Britain has handed over responsibility for security in one of Iraq's 18 provinces to local forces for the first time since the country was invaded.
The handover was signalled by a ceremony in a sports stadium
An agreement transferring power in Muthanna was signed by Major General John Cooper, who commands coalition forces in southern Iraq.
Iraqi Prime Minister Nouri al-Maliki, who was present, said the handover "will bring happiness to all Iraqis".
It ends the long-term presence of coalition troops in the province.
UK Defence Secretary Des Browne said it was a "milestone" for the people of the region and of Iraq.
"It is a proud day for the Iraqi Security Forces and the Iraqi government. They have worked hard to get here and have shown a lot of determination.
"Today takes them one step nearer to assuming full responsibility for their own security and to building a stable and democratic future for their country."
Mr Maliki said: "It is a great national day that will be registered in the history of Iraq.
"This step forward will bring happiness to all Iraqis."
The numbers involved in the handover were small - just 700 British and Australian soldiers.
However, the British and US governments hope the move will mark the beginning of a process which will eventually allow them to return the entire country to the Iraqis.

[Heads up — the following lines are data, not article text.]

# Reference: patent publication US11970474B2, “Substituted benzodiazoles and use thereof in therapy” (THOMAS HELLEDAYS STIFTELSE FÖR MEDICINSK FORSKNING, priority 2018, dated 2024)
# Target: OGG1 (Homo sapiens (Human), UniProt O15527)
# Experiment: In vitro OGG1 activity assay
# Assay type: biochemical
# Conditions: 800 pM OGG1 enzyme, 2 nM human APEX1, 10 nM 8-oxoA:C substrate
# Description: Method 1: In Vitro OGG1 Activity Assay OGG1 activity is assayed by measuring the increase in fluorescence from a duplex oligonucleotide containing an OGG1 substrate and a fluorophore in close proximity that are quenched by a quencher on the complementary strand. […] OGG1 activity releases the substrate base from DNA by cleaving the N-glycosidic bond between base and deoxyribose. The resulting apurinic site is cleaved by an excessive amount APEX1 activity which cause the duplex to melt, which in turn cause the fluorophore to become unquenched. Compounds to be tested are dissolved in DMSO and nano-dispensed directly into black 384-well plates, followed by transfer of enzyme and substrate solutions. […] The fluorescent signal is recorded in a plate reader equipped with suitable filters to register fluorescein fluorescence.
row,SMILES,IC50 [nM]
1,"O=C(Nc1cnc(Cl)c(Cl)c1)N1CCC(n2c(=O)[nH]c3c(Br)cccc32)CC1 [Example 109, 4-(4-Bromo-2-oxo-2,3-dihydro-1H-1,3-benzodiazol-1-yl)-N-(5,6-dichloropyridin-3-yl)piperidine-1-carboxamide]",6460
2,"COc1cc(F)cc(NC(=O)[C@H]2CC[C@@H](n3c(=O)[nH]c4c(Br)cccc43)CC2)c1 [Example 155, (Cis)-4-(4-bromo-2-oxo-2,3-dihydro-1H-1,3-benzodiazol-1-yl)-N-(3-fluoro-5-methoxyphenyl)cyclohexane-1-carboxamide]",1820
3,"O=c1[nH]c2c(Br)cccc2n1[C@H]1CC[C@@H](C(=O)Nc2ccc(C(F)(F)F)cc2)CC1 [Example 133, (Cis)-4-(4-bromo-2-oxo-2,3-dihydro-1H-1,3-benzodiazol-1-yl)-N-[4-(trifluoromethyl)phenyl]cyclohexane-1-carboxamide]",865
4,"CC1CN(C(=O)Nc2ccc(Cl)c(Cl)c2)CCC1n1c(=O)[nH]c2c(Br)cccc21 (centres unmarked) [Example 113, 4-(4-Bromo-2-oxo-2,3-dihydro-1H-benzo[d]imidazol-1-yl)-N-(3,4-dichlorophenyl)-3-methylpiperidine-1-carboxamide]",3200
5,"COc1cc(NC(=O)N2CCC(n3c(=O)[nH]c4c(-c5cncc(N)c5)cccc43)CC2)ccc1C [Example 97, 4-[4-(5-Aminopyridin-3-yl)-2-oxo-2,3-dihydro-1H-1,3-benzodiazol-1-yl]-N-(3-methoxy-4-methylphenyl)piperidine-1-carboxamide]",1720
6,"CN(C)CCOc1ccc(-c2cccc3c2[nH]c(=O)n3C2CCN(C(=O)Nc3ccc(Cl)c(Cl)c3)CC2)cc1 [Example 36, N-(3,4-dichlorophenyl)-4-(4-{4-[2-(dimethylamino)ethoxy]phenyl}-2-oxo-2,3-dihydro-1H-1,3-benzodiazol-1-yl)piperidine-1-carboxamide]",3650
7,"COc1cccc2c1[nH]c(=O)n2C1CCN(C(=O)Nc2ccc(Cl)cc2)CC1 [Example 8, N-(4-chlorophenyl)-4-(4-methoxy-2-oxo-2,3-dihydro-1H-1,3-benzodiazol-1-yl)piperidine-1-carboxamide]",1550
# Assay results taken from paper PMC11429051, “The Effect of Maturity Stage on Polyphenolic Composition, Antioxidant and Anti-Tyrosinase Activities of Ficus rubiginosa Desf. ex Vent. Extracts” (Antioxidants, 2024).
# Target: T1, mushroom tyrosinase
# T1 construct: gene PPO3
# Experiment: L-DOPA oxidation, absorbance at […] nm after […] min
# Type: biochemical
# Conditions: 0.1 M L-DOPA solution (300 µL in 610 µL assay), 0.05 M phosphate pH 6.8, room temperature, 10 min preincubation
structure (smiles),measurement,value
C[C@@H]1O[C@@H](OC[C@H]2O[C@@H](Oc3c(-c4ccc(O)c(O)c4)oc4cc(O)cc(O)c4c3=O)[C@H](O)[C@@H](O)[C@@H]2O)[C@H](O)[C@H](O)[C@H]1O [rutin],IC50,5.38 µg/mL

Developments in the province will be monitored by politicians in London and Washington in the anticipation that other provinces will soon be able to follow suit.
A small Australian force will continue to offer assistance.
It will also provide an "operational overwatch" from neighbouring Dih Qar.
Muthanna, a sparsely populated desert area with a population of little over half a million, was chosen as the first because it has been one of the quietest areas of the country.
Maj Gen Cooper said that, if it went smoothly, it would provide a blueprint for further handovers as control of more and more of the country was returned to the Iraqis.
"The significance of today is that it is the first province to have undergone this process. We should not overplay it but we shouldn't underplay it either," he said.